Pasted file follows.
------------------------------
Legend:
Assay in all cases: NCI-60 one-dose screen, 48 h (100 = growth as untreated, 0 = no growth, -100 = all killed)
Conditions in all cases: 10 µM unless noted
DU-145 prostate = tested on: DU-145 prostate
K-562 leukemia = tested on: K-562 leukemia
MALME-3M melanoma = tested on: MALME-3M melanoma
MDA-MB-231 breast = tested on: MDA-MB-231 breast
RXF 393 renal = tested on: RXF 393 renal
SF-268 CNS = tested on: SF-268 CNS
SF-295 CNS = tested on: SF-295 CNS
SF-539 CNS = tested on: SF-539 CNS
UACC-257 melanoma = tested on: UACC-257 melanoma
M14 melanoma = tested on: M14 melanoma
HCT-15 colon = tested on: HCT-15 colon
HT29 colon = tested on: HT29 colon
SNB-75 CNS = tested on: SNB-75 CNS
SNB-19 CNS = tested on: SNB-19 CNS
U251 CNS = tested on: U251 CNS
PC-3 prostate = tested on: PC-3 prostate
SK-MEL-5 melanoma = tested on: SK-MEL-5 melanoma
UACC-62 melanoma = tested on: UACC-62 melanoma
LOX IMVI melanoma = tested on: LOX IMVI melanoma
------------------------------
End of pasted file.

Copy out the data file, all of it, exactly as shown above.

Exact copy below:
Legend:
Assay in all cases: NCI-60 one-dose screen, 48 h (100 = growth as untreated, 0 = no growth, -100 = all killed)
Conditions in all cases: 10 µM unless noted
DU-145 prostate = tested on: DU-145 prostate
K-562 leukemia = tested on: K-562 leukemia
MALME-3M melanoma = tested on: MALME-3M melanoma
MDA-MB-231 breast = tested on: MDA-MB-231 breast
RXF 393 renal = tested on: RXF 393 renal
SF-268 CNS = tested on: SF-268 CNS
SF-295 CNS = tested on: SF-295 CNS
SF-539 CNS = tested on: SF-539 CNS
UACC-257 melanoma = tested on: UACC-257 melanoma
M14 melanoma = tested on: M14 melanoma
HCT-15 colon = tested on: HCT-15 colon
HT29 colon = tested on: HT29 colon
SNB-75 CNS = tested on: SNB-75 CNS
SNB-19 CNS = tested on: SNB-19 CNS
U251 CNS = tested on: U251 CNS
PC-3 prostate = tested on: PC-3 prostate
SK-MEL-5 melanoma = tested on: SK-MEL-5 melanoma
UACC-62 melanoma = tested on: UACC-62 melanoma
LOX IMVI melanoma = tested on: LOX IMVI melanoma